AQA A Level Biology

Revision Notes

7.3.1 Genetic Variation

Genetic Variation

Phenotype variation

  • The observable characteristics of an organism are its phenotype
  • Phenotypic variation is the difference in phenotypes between organisms of the same species
  • This variation means that the individuals within a population of a species may show a wide range of variation in phenotype
  • In some cases, phenotypic variation is explained by genetic factors
    • For example, the four different blood groups observed in human populations are due to different individuals within the population having two of three possible alleles for the single ABO gene
  • In other cases, phenotypic variation is explained by environmental factors
    • For example, clones of plants with exactly the same genetic information (DNA) will grow to different heights when grown in different environmental conditions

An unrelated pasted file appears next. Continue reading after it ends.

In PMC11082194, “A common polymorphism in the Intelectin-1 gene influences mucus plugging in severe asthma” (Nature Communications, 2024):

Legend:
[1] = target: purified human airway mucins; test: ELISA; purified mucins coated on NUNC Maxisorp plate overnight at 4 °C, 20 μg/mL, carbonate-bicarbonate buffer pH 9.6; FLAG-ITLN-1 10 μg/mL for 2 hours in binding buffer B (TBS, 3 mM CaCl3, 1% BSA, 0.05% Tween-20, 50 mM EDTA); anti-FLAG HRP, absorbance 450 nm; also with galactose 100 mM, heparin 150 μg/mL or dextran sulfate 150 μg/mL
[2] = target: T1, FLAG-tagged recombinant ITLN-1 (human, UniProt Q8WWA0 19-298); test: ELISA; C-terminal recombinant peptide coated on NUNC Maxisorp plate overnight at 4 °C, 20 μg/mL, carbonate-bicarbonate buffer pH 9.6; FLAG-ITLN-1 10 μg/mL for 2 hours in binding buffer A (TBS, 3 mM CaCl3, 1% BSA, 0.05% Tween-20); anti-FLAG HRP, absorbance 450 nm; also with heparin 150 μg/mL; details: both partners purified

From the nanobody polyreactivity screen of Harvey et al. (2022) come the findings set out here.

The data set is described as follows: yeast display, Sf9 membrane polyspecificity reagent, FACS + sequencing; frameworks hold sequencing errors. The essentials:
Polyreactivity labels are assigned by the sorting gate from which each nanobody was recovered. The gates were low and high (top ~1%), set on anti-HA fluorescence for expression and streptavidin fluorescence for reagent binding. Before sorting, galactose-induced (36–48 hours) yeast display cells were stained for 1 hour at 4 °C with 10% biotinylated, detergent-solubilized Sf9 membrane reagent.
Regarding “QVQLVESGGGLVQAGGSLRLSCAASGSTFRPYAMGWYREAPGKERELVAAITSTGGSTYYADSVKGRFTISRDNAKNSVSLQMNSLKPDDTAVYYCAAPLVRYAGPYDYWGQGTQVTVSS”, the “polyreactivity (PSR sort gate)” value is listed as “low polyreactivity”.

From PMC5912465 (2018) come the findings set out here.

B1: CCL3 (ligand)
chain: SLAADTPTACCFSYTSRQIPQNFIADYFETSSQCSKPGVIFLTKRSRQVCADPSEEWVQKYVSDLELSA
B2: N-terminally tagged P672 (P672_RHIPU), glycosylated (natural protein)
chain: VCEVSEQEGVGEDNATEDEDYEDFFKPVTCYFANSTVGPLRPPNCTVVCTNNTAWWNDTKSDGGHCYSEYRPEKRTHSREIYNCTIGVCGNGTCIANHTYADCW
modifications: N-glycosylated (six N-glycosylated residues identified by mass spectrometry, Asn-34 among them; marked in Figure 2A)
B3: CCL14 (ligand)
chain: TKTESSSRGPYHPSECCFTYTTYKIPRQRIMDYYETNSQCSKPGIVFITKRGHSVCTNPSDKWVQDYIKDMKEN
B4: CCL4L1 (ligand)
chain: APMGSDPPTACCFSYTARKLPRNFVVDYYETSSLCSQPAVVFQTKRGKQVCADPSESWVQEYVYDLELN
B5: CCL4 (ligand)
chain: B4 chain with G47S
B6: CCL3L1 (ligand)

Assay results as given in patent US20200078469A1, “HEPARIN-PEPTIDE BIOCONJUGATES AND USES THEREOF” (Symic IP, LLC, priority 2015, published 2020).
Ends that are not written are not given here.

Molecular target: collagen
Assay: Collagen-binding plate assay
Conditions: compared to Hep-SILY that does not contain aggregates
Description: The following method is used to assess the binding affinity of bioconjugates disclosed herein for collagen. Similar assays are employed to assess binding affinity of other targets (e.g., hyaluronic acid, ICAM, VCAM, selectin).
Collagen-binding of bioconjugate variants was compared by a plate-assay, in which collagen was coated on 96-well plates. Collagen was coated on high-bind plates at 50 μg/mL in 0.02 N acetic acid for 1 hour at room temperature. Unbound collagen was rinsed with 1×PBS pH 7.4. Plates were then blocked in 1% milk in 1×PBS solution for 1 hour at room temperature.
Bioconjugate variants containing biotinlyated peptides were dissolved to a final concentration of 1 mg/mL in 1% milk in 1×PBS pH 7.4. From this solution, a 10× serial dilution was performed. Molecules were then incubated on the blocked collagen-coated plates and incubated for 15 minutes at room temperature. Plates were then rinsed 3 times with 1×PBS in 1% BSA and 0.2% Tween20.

• Phenotypic variation can also be explained by a combination of genetic and environmental factors
    • For example, the recessive allele that causes sickle cell anaemia has a high frequency in populations where malaria is prevalent due to heterozygous individuals being resistant to malaria
  • The phenotype variation of the individuals in a population is determined by the genetic variation within the population and the interaction of the environment on the individuals:

Phenotype variation = Genetic variation + Environment

Genetic variation

  • Organisms of the same species will have very similar genotypes, but two individuals (even twins) will have differences between their DNA base sequences